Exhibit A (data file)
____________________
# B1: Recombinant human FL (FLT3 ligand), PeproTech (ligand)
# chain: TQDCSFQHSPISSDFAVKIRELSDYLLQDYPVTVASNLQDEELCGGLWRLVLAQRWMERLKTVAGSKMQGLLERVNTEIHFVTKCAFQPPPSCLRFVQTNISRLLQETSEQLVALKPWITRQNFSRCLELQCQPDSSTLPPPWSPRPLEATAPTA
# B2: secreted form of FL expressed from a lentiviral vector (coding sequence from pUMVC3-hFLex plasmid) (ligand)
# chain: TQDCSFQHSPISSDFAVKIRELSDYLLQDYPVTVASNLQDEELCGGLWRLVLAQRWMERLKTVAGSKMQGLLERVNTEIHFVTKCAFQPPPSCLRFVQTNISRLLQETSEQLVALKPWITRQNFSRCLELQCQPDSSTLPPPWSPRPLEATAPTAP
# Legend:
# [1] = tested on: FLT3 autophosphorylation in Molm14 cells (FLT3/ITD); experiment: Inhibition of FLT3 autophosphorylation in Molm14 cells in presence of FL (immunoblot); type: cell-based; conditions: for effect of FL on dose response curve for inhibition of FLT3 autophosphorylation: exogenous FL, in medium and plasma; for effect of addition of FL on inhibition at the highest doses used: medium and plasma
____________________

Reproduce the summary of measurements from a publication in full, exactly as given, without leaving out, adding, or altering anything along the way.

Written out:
# B1: Recombinant human FL (FLT3 ligand), PeproTech (ligand)
# chain: TQDCSFQHSPISSDFAVKIRELSDYLLQDYPVTVASNLQDEELCGGLWRLVLAQRWMERLKTVAGSKMQGLLERVNTEIHFVTKCAFQPPPSCLRFVQTNISRLLQETSEQLVALKPWITRQNFSRCLELQCQPDSSTLPPPWSPRPLEATAPTA
# B2: secreted form of FL expressed from a lentiviral vector (coding sequence from pUMVC3-hFLex plasmid) (ligand)
# chain: TQDCSFQHSPISSDFAVKIRELSDYLLQDYPVTVASNLQDEELCGGLWRLVLAQRWMERLKTVAGSKMQGLLERVNTEIHFVTKCAFQPPPSCLRFVQTNISRLLQETSEQLVALKPWITRQNFSRCLELQCQPDSSTLPPPWSPRPLEATAPTAP
# Legend:
# [1] = tested on: FLT3 autophosphorylation in Molm14 cells (FLT3/ITD); experiment: Inhibition of FLT3 autophosphorylation in Molm14 cells in presence of FL (immunoblot); type: cell-based; conditions: for effect of FL on dose response curve for inhibition of FLT3 autophosphorylation: exogenous FL, in medium and plasma; for effect of addition of FL on inhibition at the highest doses used: medium and plasma